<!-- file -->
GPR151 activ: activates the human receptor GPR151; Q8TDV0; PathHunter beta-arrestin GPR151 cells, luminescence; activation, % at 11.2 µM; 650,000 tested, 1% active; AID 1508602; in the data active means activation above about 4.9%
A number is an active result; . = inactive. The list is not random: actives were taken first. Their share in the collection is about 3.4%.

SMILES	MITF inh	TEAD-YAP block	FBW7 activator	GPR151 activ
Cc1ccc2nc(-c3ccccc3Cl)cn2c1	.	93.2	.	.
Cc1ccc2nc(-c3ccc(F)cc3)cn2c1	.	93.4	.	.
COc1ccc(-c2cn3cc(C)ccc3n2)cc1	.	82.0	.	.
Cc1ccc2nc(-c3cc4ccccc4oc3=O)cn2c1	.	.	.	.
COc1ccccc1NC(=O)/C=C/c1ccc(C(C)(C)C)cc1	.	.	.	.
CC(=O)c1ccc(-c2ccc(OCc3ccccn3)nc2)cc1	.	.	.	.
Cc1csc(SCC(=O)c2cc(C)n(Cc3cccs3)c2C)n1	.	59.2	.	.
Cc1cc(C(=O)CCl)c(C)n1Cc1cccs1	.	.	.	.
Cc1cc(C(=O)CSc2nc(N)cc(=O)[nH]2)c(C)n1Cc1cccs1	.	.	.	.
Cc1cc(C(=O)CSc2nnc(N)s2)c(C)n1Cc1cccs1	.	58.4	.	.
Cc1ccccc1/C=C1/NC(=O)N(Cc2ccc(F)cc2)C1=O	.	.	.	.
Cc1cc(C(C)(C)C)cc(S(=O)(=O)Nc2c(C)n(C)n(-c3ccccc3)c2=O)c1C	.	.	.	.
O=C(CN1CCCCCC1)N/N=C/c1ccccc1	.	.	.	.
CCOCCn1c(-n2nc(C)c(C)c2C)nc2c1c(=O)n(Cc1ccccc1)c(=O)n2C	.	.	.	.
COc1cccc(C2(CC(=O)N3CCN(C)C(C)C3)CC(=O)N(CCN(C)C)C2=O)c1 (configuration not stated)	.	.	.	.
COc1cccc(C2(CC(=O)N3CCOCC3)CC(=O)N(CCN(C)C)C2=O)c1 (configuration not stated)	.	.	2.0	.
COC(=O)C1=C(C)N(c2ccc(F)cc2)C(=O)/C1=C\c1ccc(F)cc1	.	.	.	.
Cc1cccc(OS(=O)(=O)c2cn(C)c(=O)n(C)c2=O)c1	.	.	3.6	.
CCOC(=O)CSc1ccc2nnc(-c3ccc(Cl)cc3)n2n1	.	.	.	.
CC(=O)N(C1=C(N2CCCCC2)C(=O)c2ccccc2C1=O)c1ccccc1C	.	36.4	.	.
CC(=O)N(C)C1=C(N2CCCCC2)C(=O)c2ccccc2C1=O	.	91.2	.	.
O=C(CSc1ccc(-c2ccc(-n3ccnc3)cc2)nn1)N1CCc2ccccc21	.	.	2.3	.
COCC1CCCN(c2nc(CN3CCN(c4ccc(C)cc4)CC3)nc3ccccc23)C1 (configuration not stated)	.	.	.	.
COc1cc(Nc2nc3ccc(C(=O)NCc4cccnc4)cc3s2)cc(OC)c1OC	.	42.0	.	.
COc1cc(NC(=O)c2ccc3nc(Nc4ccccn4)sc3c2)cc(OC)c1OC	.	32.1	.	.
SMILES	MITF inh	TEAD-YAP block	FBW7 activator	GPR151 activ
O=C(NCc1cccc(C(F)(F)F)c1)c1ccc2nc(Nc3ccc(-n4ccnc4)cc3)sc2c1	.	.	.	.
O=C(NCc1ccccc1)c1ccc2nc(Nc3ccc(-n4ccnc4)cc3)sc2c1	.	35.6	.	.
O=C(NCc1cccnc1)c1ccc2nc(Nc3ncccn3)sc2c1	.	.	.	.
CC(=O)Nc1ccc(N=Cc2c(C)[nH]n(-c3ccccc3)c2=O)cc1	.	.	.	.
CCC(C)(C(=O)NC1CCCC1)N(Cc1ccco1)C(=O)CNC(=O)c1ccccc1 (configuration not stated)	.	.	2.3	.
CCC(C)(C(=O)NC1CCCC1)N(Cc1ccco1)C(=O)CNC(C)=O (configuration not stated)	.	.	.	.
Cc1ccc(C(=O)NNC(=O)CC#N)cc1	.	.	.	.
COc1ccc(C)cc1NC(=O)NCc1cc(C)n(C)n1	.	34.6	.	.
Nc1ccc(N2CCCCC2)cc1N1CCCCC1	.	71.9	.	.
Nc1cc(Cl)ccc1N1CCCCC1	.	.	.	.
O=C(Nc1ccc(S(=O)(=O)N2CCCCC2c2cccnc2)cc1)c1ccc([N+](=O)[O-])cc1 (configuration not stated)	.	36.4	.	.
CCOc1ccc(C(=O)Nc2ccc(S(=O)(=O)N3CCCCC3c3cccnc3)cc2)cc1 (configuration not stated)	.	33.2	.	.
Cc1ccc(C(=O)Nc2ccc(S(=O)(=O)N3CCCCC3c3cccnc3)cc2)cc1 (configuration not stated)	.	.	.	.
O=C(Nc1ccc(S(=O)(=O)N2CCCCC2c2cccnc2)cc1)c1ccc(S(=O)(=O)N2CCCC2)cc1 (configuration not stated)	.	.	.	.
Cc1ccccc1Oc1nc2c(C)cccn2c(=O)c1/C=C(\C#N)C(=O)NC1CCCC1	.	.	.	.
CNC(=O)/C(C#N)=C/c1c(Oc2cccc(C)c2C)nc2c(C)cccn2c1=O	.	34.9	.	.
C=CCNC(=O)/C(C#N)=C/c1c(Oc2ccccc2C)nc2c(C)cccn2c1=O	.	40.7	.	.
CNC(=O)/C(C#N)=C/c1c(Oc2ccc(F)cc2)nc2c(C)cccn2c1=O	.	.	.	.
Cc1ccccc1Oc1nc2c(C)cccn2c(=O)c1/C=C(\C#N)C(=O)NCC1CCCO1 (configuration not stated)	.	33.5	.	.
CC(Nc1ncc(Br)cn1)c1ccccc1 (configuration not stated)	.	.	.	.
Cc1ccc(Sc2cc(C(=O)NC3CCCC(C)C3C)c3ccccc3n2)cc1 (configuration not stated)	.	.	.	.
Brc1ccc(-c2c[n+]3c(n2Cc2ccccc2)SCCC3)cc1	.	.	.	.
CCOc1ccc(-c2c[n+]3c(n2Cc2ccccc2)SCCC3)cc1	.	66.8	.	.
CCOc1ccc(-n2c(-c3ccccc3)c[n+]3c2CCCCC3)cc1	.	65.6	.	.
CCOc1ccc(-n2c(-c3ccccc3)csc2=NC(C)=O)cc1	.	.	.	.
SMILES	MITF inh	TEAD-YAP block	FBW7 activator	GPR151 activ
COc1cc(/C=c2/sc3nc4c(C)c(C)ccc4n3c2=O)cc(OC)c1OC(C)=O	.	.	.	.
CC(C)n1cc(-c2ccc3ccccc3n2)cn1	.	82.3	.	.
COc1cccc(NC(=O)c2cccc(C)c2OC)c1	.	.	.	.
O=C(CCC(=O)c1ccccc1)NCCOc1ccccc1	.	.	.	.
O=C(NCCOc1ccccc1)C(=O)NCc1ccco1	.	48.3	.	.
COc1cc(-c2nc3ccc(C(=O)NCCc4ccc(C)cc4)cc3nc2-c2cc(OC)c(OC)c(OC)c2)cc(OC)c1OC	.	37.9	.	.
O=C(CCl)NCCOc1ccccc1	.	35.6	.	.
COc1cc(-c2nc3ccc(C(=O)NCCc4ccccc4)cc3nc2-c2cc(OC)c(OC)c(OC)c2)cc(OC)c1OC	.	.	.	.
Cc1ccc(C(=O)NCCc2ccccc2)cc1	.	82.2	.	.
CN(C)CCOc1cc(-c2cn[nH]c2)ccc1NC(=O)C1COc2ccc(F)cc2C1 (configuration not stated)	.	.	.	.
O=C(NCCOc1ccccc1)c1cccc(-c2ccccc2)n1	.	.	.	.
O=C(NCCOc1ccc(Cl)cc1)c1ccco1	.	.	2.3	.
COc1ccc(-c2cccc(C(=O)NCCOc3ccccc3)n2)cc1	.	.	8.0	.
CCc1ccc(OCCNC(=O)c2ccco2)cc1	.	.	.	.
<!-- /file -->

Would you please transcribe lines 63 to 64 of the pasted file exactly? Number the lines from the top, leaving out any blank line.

COc1cc(-c2nc3ccc(C(=O)NCCc4ccccc4)cc3nc2-c2cc(OC)c(OC)c(OC)c2)cc(OC)c1OC	.	.	.	.
Cc1ccc(C(=O)NCCc2ccccc2)cc1	.	82.2	.	.